Constance and Barbara’s next move in around 1931 was again momentous and unusual. Taking the four year old Freddie with them they set off to live in Kusnacht near Zurich in Switzerland. There Barbara started training with the pioneering psychotherapist and former colleague of Sigmund Freud, Dr Carl Gustav Jung. By this time Jung and Freud had fallen out as Jung had developed his own theories about the subconscious, religion, and the analysis of dreams.
Constance also studied at the Jung Institute and worked on a series of paintings illustrating her dreams, as part of her own analysis. Freddie still owns several of these.
Inspired by the Swiss landscape Constance also produced a series of paintings of waterfalls.
In 1933 everything changed again and Constance returned to England with Freddie who by then was six and a half. Barbara remained behind working at the Jung Institute. She came back to Horsington because a childhood friend had proposed to her. His name was ‘Frank’ (Francis de Forest) Daniel, the son of the vicar of Horsington and a civil servant in the Colonial Service. Constance accepted his proposal and they were married.
Despite his tender age as often happened at that time Freddie was considered to be old enough to board at Sherborne Preparatory School and Frank and Constance set off for Northern Nigeria, where he was appointed District Commissioner for Kano. Being a Muslim area, with traditional emirs in place, British policy there was to develop indirect rule which required great diplomatic skill. Frank was responsible for administering an area about the size of Wales with an African population of some ten million, carried out with a tiny staff. It involved travelling to remote places while maintaining a constant vigil against contracting malaria or yellow fever; diseases which had earned West Africa the label of being “the white man’s grave”. Constance accompanied him on his tours and there are several fine portraits painted in oils dating from this period. All this was a far cry from bohemian Paris or comfortable Horsington.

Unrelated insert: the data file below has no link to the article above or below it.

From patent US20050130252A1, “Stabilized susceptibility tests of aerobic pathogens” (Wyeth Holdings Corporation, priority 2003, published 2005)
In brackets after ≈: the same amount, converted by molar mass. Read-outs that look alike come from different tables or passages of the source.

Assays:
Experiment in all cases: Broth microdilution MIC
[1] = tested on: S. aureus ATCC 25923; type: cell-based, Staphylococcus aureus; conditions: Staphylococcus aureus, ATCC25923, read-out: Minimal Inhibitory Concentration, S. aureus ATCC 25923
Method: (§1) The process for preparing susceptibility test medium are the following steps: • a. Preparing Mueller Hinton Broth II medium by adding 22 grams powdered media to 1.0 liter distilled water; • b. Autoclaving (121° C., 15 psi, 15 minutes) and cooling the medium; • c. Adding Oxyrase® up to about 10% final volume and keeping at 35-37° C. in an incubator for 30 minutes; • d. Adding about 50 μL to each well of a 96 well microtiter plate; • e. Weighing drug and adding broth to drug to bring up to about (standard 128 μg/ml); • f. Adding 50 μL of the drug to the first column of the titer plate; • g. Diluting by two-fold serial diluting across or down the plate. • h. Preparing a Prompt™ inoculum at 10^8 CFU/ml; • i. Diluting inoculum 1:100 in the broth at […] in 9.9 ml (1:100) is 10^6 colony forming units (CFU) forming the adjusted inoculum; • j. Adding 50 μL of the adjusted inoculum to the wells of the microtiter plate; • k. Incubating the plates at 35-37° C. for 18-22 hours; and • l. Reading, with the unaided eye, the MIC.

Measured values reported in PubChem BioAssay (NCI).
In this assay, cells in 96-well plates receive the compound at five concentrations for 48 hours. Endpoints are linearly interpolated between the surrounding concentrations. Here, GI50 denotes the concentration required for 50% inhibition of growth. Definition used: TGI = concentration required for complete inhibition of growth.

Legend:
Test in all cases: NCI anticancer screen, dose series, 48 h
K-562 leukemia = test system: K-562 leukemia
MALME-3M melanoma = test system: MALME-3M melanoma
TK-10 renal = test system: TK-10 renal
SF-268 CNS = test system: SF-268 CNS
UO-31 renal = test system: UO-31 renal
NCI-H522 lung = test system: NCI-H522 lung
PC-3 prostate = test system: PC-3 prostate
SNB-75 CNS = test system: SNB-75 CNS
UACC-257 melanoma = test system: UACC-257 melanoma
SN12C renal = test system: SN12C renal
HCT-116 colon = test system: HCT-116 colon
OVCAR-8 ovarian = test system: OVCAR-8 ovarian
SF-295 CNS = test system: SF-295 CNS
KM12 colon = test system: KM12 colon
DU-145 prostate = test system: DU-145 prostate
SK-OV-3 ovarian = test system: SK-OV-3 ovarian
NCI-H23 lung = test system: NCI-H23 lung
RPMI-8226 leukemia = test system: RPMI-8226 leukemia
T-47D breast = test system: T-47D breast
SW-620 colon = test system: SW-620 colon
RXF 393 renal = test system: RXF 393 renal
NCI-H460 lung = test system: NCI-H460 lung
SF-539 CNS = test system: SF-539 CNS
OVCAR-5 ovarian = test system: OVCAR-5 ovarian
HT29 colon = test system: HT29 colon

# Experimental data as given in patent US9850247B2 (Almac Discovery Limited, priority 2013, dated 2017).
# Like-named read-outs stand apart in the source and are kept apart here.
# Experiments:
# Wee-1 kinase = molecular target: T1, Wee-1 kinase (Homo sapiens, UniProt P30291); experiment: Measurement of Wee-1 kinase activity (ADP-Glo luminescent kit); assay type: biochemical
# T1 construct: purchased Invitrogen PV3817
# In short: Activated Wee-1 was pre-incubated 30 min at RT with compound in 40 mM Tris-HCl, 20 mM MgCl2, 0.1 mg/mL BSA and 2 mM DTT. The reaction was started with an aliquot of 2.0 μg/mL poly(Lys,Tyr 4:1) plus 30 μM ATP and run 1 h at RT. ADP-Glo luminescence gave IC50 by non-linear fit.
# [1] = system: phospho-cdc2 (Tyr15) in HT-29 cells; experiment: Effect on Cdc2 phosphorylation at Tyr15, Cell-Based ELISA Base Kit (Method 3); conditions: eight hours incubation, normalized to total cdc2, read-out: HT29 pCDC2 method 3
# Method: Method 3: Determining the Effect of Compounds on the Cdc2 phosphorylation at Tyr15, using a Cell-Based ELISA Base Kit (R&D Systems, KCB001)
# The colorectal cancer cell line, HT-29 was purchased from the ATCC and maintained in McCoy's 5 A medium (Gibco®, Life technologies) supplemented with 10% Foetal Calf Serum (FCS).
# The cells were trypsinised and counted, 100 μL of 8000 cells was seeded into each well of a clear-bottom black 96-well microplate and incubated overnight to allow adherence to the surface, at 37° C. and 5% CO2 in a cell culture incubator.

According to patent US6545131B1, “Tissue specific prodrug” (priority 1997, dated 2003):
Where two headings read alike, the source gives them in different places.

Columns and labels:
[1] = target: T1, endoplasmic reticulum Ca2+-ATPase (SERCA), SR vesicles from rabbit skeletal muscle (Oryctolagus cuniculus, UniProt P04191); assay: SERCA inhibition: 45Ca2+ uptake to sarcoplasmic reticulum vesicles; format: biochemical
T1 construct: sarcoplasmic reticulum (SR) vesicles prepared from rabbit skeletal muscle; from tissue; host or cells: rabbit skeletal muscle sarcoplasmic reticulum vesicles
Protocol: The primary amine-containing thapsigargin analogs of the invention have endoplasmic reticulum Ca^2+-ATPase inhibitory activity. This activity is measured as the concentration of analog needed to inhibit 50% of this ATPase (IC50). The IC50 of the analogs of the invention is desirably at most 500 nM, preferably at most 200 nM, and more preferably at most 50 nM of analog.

Frank’s tour of duty came to an end in 1938 and he was then able to retire and they both returned home to Horsington.
During the Second World War Frank was actively involved incivilian defence in the area and was based in Wincanton and Constance used to cycle to Wincanton regularly to help in the WVS canteen in the town.
Constance continued to paint (and had a studio inthe attic of her home)and became an enthusiastic exhibiting member of Bruton Art Society when it was founded in 1953.
Freddie, seen here with his daughter Sara, remained her only child and Constance died in 1970 at the age of 80, leaving behind several diaries and many drawings and paintings. She is remembered as having had a terrific sense of humour and an enormous laugh. She was very energetic in everything she did, loved her garden and was involved with Freddie’s children as they were growing upin Bristol and later Birmingham.
Freddie, his wife Linda and his daughter Sara, who is also an artist, have been very helpful in assisting me to write this account of Constance.
- Why was Constance a Nursing Auxiliary? In a recent TV interview, Shirley Williams, speaking of her mother Vera Britten, explained that the Army did not approve of young ladies of “good family” nursing young men in case they saw or heard more than was decent, and to put them off refused to let them train properly as nurses, keeping them as auxiliaries. No doubt the work they did was just as demanding.
- Barbara Hannah (1891 – 1986) remained a life-long friend of Constance and became a well-respected member of staff at the Jung Institute and a close colleague of Jung for many years. She practiced as a psychotherapist, lectured, wrote seven books and many articles on Jungian psychology including a key biography of Jung. The books are all still in print.
- Sadly we have no photo of Constance.
John Baxter Sept 2014